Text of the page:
Mike and Tracey Collis may run a dairy farm with big ambitions, but they have managed to achieve a small environmental footprint.
To boot, they farm in Eketahuna - a renowned challenging farming area. Their tenacity and their talents caught the eyes of this year's Horizons Ballance Farm Environment award judges who credited the couple's willingness to adapt their farming system to outside influences.
"We are really pleased about being a finalist," the Collis' say of their achievement.
"It's good to benchmark ourselves and receive the judges' feedback on what we could do better and the opportunities. Our advice to those thinking about entering would be 'just have a go'. You have nothing to lose and so much to gain."
The couple told the Dannevirke News they were inspired to enter by attending the regional and national awards.
"We were confident that we were in a good environmental place and maybe we should put ourselves out there and walk the walk," Mike said.
However, Tracey admitted she was a little shocked when Mike said he had entered.
"He said he would handle it as he knew how busy I was," Tracey, the Tararua District Mayor, said. "Luckily we have great teams around us and the Tararua District councillors stepped right in to enable me to be there during the judging with Mike."
The Collis' said they are looking forward to the judges' feedback and any further opportunities they identify to improve their environmental footprint.
"We are looking for all the small incremental differences that can contribute to improving our footprint," Mike said. "The little things add up when put together.
"On sharing the wetlands we have developed since owning the property it was hard to contain our own excitement when the frogs started croaking and it was the first time we had heard this ourselves.
"Frogs are a great sign of a healthy environment. It is the same excitement we experience when we seen koura in the waterways. To see the growth in the natural environment from the hard work fencing and planting them ourselves to what they are today, is reward enough and it is the first time we have shared them with others - it was a great feeling actually."
The couple spoke to the judges about the social licence to farm being important going forward.
"To have a environmentally sustainable business for us is as important as equity. We consciously think about every decision we make to the environment, to our footprint and to our profit. For us it is all about balance," they said.
Tracey said they are thrilled to be joined by the Hales and having two farms in the finals is outstanding for the Tararua District.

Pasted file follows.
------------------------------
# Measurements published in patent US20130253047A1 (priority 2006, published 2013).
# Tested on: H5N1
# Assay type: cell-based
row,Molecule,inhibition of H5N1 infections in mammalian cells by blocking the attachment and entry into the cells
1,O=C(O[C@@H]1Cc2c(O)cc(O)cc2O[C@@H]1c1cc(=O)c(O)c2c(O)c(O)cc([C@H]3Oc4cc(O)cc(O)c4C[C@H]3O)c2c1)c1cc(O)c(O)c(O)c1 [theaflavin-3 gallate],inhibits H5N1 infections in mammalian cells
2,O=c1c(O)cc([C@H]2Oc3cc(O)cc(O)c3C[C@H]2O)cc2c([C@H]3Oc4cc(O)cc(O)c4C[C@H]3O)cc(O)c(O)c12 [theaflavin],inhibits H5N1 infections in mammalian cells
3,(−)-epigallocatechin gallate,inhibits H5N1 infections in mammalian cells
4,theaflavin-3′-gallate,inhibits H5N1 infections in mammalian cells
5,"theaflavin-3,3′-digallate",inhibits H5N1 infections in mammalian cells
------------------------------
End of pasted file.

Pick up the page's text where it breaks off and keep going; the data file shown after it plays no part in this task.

"I am confident there are many more great farmers out there with a good stories to share who could make the cut by entering the awards, sometimes like us you just get busy and watch from the sidelines," she said.
The Collises purchased their property in 2007 and built up the enterprise. Initially buying a 93ha milking platform before leasing an 80ha runoff 7km away, they have since purchased the latter as well as a neighbouring runoff to give them a total of 252ha.
They have a joint ambition to be role models and leaders through their farm practice.
By striving to create a farming environment that is healthy, they are providing an opportunity for their business to thrive as well as giving the surrounding community confidence their vision is sustainable.
Running a Kiwi cross herd, with a mating policy to keep cow size down by mating larger cows to a Jersey sire, a key advantage of this approach is that once-a-day milking can be introduced when they move in this direction - a key ambition for the duo, which is readily becoming a reality thanks to their discipline.
The Collises key focus is paying off debt to increase equity and they operate a low-input system and keep their farming working expenses to $2.50/KgMS which they achieve without compromising production.
Consented to farm under the Horizons Regional Council One Plan, they have processes in place to mitigate nitrogen leaching.
They are aware of the different characteristics of soils on their property - Kopua Silt Loam and Dannevirke Silt Loam.
The soils are free-draining with a stoney base but the use of a feed pad is required to protect them in wet periods. Cultivation practices are minimised by only disking and power harrowing to reduce soil damage and weed infestation.
A reflection of their significant - and diverse - potential, they have planted 7ha of manuka with the aim of producing manuka honey as an alternative source of income.
The Collises and Hales are two of five finalists in the Horizons Regional Ballance Farm Environment Awards, with the regional finals announced on Thursday, March 14. The National Sustainability Showcase 2019 (showcasing the 2019 regional supreme winners) will be held on Thursday, June 6 in Hamilton.
Quick farm facts: Mike and Tracey Collis:
District: Eketahuna, Tararua District.
Total area: 252ha (including runoff).
Topography: Flat to rolling, some steep